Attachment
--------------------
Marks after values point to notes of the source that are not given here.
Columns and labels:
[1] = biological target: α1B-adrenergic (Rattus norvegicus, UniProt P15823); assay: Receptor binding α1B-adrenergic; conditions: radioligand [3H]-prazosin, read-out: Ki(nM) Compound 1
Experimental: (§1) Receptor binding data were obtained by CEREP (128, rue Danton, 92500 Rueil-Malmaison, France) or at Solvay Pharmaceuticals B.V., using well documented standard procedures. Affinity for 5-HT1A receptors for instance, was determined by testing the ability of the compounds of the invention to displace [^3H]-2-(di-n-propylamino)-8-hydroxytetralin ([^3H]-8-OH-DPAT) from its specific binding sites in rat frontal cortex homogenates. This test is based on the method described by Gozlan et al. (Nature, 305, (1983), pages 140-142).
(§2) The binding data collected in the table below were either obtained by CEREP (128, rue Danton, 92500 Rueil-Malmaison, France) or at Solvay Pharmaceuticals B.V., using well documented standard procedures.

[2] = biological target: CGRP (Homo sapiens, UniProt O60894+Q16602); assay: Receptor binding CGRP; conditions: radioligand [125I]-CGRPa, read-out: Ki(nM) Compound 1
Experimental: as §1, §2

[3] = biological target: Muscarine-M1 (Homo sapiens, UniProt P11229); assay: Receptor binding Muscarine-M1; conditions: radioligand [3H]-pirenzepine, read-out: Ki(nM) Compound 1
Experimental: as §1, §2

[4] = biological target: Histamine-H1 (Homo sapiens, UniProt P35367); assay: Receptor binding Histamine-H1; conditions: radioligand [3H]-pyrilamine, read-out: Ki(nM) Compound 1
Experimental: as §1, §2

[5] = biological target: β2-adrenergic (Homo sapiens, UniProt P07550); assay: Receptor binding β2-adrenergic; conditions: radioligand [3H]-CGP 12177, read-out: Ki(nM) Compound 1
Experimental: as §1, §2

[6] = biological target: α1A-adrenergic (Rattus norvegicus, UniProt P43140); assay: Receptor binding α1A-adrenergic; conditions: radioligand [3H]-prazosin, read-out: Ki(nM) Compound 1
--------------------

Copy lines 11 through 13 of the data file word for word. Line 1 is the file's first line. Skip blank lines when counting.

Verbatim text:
Experimental: as §1, §2

[5] = biological target: β2-adrenergic (Homo sapiens, UniProt P07550); assay: Receptor binding β2-adrenergic; conditions: radioligand [3H]-CGP 12177, read-out: Ki(nM) Compound 1
Experimental: as §1, §2